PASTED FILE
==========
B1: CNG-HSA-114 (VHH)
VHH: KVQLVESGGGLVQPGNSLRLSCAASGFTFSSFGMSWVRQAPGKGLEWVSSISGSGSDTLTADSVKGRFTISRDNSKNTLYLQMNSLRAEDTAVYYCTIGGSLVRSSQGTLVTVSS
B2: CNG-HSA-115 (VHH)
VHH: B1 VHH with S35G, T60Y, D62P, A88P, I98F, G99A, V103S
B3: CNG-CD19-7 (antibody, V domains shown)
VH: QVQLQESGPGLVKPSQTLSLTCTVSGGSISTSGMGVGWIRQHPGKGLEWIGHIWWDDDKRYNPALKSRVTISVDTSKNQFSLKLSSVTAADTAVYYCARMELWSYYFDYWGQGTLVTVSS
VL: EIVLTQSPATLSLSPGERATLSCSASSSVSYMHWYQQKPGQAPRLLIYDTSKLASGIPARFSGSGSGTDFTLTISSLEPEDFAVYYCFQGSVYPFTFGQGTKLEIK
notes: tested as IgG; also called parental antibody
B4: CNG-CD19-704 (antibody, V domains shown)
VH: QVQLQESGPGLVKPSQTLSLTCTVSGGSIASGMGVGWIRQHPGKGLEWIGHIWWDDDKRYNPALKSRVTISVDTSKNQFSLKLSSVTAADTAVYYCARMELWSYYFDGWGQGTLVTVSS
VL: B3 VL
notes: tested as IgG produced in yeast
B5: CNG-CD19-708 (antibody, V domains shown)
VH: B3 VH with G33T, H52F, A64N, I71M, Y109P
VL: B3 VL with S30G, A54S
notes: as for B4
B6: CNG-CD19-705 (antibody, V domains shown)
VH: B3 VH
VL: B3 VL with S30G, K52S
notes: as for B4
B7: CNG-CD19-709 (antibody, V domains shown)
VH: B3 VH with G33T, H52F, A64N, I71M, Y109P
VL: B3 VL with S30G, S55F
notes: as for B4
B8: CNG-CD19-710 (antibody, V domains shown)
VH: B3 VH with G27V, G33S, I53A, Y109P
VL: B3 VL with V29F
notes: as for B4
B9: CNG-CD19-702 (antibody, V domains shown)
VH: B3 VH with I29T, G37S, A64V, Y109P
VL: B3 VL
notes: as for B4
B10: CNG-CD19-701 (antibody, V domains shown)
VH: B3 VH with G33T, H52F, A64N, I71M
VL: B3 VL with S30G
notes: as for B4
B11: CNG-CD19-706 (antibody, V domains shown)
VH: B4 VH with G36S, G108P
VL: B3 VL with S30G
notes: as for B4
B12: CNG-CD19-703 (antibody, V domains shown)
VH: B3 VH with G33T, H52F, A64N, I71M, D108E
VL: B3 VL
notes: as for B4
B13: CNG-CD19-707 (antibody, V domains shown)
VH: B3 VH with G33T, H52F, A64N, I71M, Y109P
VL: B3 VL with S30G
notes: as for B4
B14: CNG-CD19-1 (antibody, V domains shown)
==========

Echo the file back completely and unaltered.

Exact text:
B1: CNG-HSA-114 (VHH)
VHH: KVQLVESGGGLVQPGNSLRLSCAASGFTFSSFGMSWVRQAPGKGLEWVSSISGSGSDTLTADSVKGRFTISRDNSKNTLYLQMNSLRAEDTAVYYCTIGGSLVRSSQGTLVTVSS
B2: CNG-HSA-115 (VHH)
VHH: B1 VHH with S35G, T60Y, D62P, A88P, I98F, G99A, V103S
B3: CNG-CD19-7 (antibody, V domains shown)
VH: QVQLQESGPGLVKPSQTLSLTCTVSGGSISTSGMGVGWIRQHPGKGLEWIGHIWWDDDKRYNPALKSRVTISVDTSKNQFSLKLSSVTAADTAVYYCARMELWSYYFDYWGQGTLVTVSS
VL: EIVLTQSPATLSLSPGERATLSCSASSSVSYMHWYQQKPGQAPRLLIYDTSKLASGIPARFSGSGSGTDFTLTISSLEPEDFAVYYCFQGSVYPFTFGQGTKLEIK
notes: tested as IgG; also called parental antibody
B4: CNG-CD19-704 (antibody, V domains shown)
VH: QVQLQESGPGLVKPSQTLSLTCTVSGGSIASGMGVGWIRQHPGKGLEWIGHIWWDDDKRYNPALKSRVTISVDTSKNQFSLKLSSVTAADTAVYYCARMELWSYYFDGWGQGTLVTVSS
VL: B3 VL
notes: tested as IgG produced in yeast
B5: CNG-CD19-708 (antibody, V domains shown)
VH: B3 VH with G33T, H52F, A64N, I71M, Y109P
VL: B3 VL with S30G, A54S
notes: as for B4
B6: CNG-CD19-705 (antibody, V domains shown)
VH: B3 VH
VL: B3 VL with S30G, K52S
notes: as for B4
B7: CNG-CD19-709 (antibody, V domains shown)
VH: B3 VH with G33T, H52F, A64N, I71M, Y109P
VL: B3 VL with S30G, S55F
notes: as for B4
B8: CNG-CD19-710 (antibody, V domains shown)
VH: B3 VH with G27V, G33S, I53A, Y109P
VL: B3 VL with V29F
notes: as for B4
B9: CNG-CD19-702 (antibody, V domains shown)
VH: B3 VH with I29T, G37S, A64V, Y109P
VL: B3 VL
notes: as for B4
B10: CNG-CD19-701 (antibody, V domains shown)
VH: B3 VH with G33T, H52F, A64N, I71M
VL: B3 VL with S30G
notes: as for B4
B11: CNG-CD19-706 (antibody, V domains shown)
VH: B4 VH with G36S, G108P
VL: B3 VL with S30G
notes: as for B4
B12: CNG-CD19-703 (antibody, V domains shown)
VH: B3 VH with G33T, H52F, A64N, I71M, D108E
VL: B3 VL
notes: as for B4
B13: CNG-CD19-707 (antibody, V domains shown)
VH: B3 VH with G33T, H52F, A64N, I71M, Y109P
VL: B3 VL with S30G
notes: as for B4
B14: CNG-CD19-1 (antibody, V domains shown)